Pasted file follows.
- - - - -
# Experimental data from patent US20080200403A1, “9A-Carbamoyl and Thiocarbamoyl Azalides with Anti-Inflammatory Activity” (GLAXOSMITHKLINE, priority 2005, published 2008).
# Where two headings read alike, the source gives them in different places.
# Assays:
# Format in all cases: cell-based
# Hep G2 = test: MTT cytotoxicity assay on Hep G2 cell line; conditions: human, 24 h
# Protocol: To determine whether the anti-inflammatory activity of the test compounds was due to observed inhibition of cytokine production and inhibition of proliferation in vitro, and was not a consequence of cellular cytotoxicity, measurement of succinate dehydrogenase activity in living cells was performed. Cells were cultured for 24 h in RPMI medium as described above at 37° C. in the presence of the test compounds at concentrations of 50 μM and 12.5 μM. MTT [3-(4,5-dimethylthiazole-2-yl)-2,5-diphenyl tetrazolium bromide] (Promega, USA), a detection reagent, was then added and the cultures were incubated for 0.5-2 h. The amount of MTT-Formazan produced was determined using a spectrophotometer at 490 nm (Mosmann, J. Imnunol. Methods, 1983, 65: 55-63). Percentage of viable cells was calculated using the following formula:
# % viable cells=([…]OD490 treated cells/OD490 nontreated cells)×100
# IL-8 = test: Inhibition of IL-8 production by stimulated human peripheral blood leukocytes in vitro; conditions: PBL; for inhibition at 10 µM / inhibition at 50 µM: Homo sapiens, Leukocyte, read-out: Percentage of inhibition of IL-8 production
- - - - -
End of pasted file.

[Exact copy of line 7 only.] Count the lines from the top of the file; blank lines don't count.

# % viable cells=([…]OD490 treated cells/OD490 nontreated cells)×100